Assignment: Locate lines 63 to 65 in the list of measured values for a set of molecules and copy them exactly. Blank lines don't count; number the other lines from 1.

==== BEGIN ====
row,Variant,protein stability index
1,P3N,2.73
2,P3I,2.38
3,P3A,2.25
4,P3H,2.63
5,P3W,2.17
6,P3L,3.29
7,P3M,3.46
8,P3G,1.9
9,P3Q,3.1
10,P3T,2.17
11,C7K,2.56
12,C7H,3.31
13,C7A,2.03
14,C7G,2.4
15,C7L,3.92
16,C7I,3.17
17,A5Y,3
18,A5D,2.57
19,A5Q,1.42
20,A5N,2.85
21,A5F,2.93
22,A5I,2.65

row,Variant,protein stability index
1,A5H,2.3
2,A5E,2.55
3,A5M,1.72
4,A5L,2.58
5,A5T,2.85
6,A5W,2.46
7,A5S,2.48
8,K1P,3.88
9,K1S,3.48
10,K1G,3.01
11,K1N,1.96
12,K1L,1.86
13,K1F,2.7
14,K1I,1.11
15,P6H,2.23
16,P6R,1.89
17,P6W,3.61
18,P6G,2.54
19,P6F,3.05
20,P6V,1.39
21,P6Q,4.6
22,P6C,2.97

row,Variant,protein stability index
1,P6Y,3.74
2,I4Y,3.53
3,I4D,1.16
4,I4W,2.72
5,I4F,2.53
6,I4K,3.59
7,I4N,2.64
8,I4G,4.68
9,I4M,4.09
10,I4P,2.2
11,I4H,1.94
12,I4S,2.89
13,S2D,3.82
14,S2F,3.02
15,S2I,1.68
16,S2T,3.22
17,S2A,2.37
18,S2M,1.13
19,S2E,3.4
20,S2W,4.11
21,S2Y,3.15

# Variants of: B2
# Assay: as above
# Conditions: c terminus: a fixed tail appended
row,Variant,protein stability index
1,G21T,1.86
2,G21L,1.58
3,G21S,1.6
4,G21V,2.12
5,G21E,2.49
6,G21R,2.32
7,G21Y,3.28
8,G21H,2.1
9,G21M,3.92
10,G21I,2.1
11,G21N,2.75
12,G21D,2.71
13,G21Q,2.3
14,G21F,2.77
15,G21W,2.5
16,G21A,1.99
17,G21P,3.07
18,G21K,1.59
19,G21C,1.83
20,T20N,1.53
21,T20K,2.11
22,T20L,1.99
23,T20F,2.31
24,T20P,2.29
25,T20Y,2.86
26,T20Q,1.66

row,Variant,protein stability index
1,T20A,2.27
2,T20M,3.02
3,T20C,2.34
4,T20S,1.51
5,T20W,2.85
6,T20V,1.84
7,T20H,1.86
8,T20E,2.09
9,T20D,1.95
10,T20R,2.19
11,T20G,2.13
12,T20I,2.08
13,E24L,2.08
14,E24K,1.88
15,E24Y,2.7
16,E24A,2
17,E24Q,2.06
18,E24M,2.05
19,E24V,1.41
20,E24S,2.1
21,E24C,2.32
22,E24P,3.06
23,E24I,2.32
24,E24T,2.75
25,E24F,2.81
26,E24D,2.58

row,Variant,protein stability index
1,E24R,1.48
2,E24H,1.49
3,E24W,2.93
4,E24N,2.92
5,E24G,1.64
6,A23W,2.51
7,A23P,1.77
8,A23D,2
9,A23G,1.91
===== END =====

16,S2T,3.22
17,S2A,2.37
18,S2M,1.13